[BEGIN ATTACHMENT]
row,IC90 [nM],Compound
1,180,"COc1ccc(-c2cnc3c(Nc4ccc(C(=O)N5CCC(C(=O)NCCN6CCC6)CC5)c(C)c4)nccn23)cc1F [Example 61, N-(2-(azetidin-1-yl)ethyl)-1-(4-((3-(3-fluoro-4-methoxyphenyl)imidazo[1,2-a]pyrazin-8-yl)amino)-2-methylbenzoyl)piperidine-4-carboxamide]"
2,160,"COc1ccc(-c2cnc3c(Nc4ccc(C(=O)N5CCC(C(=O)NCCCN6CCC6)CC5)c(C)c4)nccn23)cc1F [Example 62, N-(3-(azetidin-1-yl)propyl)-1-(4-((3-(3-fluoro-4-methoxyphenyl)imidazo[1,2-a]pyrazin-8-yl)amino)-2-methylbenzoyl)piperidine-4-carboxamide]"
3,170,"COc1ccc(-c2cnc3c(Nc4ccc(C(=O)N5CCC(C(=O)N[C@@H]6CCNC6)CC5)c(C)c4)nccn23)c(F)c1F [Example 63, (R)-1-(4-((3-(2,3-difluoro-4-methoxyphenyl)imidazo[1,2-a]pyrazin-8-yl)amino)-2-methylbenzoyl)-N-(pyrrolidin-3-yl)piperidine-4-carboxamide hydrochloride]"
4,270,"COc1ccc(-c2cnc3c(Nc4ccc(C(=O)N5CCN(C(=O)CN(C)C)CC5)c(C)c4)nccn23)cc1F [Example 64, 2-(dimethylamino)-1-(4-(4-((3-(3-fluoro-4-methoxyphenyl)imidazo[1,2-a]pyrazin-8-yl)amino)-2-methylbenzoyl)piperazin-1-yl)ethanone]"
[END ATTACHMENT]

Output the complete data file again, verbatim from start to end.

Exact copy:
row,IC90 [nM],Compound
1,180,"COc1ccc(-c2cnc3c(Nc4ccc(C(=O)N5CCC(C(=O)NCCN6CCC6)CC5)c(C)c4)nccn23)cc1F [Example 61, N-(2-(azetidin-1-yl)ethyl)-1-(4-((3-(3-fluoro-4-methoxyphenyl)imidazo[1,2-a]pyrazin-8-yl)amino)-2-methylbenzoyl)piperidine-4-carboxamide]"
2,160,"COc1ccc(-c2cnc3c(Nc4ccc(C(=O)N5CCC(C(=O)NCCCN6CCC6)CC5)c(C)c4)nccn23)cc1F [Example 62, N-(3-(azetidin-1-yl)propyl)-1-(4-((3-(3-fluoro-4-methoxyphenyl)imidazo[1,2-a]pyrazin-8-yl)amino)-2-methylbenzoyl)piperidine-4-carboxamide]"
3,170,"COc1ccc(-c2cnc3c(Nc4ccc(C(=O)N5CCC(C(=O)N[C@@H]6CCNC6)CC5)c(C)c4)nccn23)c(F)c1F [Example 63, (R)-1-(4-((3-(2,3-difluoro-4-methoxyphenyl)imidazo[1,2-a]pyrazin-8-yl)amino)-2-methylbenzoyl)-N-(pyrrolidin-3-yl)piperidine-4-carboxamide hydrochloride]"
4,270,"COc1ccc(-c2cnc3c(Nc4ccc(C(=O)N5CCN(C(=O)CN(C)C)CC5)c(C)c4)nccn23)cc1F [Example 64, 2-(dimethylamino)-1-(4-(4-((3-(3-fluoro-4-methoxyphenyl)imidazo[1,2-a]pyrazin-8-yl)amino)-2-methylbenzoyl)piperazin-1-yl)ethanone]"